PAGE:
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Upside-down, The Good Newsletter 2020 - Week 14

The weekly interactive newsletter sent out by Plukrijp to its members

For people living NOW the school of life

For YOU to send all your good news to

upside down = instead of announcing what we plan to do
(& most often find out we do not need to do), we relate what we really did

Building communities of trust is fundamental to healing our collective wound. At Plukrijp, we offer spaces of transparency and solidarity. The community allows people to encounter each other in truth and so develop trust.
We do the garden for YOU
Plukrijp functions on your frequent visits & harvests. Take along for friends & neighbours, this way we recreate real networks between us all, breaking down the illusory restrictions that now still separate many of us from our fellow man = UBUNTU.

What you can harvest now:

Parsnip, carrots, celery, chards, chives, salads, rucola, chervil, spinach, purslane, mustards of all colors & textures, fresh herbs for taste & medicine and the first cauliflowers!

This week @ Plukrijp
We did:
Seed the open tunnels with carrots, parsnips (old seed?), spinach, coriander, many different salads (green deer tongue, chicon pomme de terre, kagraner sommer, jeanne, grandpa admire, red velvet, suzan, red salad bowl, mesclun doux, cresonnetrte du maroc, mix baby salads, roodrand, little gem, hative d'héverlee, baqueu, dubya red density, russia, mescher, emerald oak, majestic red, reine de juillet, gotte jaune d'or, oreille du diable, rougette de montpellier, trémont, mesclun piquant, grand rapids, sainte blaise), potatoes in the accustomed Gertrude Franck way (=alternating crops in lines 25cm apart).
Create a new compost heap at the end of tunnel 5 with the horse manure (thank you Bjorn!) and peat soil (thank you Van Engeland!) we received. 2020 seems to prepare for another year of abundance in fertility. We also completed the second compost heap at Hei with horse manure, covering it with old hay and a tarp to avoid drying out and to encourage worm activity.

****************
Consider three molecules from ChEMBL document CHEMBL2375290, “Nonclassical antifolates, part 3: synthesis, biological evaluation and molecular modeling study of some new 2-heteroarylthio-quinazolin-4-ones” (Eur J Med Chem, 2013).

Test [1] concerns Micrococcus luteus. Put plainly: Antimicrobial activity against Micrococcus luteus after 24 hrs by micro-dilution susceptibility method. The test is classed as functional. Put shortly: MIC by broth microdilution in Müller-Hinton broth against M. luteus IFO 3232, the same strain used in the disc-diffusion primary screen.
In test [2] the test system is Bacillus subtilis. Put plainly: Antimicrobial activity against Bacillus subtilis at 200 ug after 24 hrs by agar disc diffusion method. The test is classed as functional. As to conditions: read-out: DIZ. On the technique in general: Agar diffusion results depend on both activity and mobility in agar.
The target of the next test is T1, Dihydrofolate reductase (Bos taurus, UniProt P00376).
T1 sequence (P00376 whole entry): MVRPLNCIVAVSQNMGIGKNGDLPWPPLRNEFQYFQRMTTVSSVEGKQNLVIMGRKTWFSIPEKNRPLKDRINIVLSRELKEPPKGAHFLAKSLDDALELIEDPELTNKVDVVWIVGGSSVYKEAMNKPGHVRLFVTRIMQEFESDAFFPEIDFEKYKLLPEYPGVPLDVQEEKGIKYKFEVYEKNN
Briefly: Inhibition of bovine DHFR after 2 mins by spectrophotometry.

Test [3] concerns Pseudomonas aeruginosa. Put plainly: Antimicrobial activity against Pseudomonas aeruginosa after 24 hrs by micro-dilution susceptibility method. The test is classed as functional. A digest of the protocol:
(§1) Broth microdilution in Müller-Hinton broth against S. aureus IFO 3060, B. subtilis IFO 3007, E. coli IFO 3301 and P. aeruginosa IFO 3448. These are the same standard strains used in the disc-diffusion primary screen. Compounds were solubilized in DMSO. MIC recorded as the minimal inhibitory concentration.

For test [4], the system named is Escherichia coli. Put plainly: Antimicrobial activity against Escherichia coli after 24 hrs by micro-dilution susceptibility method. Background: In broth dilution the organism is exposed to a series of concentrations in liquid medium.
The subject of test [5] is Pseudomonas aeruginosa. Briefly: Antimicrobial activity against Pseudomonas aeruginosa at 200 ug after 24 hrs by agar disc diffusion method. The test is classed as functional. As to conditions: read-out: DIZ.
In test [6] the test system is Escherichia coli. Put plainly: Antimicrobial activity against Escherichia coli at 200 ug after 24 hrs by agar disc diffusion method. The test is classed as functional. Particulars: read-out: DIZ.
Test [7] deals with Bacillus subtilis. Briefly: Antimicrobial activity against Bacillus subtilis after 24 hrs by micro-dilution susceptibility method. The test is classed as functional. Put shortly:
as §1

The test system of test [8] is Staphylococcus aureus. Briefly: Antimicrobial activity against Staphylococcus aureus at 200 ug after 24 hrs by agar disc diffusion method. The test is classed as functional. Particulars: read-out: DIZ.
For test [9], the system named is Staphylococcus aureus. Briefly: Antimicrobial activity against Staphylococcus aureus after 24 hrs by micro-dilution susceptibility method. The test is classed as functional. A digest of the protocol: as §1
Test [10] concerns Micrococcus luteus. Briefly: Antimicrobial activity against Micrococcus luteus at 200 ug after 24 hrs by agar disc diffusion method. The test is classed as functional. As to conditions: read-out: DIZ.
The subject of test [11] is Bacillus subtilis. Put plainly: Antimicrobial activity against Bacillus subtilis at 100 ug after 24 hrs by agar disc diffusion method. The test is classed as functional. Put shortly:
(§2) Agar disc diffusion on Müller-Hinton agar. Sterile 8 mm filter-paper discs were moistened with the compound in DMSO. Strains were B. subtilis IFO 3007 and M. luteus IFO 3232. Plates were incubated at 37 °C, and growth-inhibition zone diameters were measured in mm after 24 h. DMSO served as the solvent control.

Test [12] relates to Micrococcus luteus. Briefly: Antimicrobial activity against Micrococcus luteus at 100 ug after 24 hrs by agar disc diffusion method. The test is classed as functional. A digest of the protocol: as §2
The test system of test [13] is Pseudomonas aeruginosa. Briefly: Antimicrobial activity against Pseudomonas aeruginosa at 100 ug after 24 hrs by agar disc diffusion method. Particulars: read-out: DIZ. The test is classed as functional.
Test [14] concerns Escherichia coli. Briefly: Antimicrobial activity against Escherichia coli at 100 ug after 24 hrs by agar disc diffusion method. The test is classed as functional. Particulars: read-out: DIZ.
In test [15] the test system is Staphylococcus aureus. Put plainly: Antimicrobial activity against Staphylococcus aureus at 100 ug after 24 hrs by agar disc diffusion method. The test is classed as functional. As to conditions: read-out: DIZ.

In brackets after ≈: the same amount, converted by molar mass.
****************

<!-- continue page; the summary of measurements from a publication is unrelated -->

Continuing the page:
Create a wind break/fence at the top of the closed tunnels by erecting tree trunks.

The old compost in grey boxes was distributed over the central bed in tunnel 5. The number of worms ( living in 5-year old compost was surprising. They are our most venerated "soil-workers".
Cut the broken branches of some big trees at Hei. A surprising wind from the north damaged trees we never thought would break. With the branches we made the new windbreak higher. Considering the energy needed to reduce branches, we find it is a lot more efficient to let them dry and turn to pulp over 3-5 years. Carbon is never lost on condition one does not let it go into temperatures above 40°C.
Scratch in between the 25cm lines at tunnel 5, where carrots, leeks, cabbages for replanting and onions are thriving. Over the many years Frank has more or less (unpredictability of late frosts and rain showers!) succeeded in having spring crops germinate exactly when the warmer weather starts. Covering with plastic for a few weeks protects seeds that are weak to frost while they germinate. But in our climate, pre-seeding and protecting are the only way to grow organic crops before the great summer holiday disappearance of "eaters". Or will 2020 thanks to the many (temporary?) changes be the first one with local people (including the migrants please), enjoying the local natural beauty (what's left of it), under the local(4 seasons a day?) Belgian weather?
We shared:

Joshka's presentation of how he is using the Plukrijp library to link his understanding of the many aspects of (perma)science offered here. Also how he connected the computer system into a LAN  network, avoiding the many toxic wifi-frequencies our so-called age of information (fakebook?) entails.

For those willing to take back their social media: Let us start a new social global civilization, without Silicon Valley/CIA/NSA censorship, without toxic algorithms, without commercial pollution! The time is ripe.

Jon Rappoport via Solari on the real science behind immunology (see “inspiring links”).

Kymatica by Lauterwasser , illustrating and confirming our understanding that ALL matter is frequency vibration in as many dimensions as our poor little brains can grasp.
Please take Wikipedia with a big grain of salt: the fossil-fuel sponsored "sceptics" meddle with it constantly, smearing scientists that do not fit the actual model.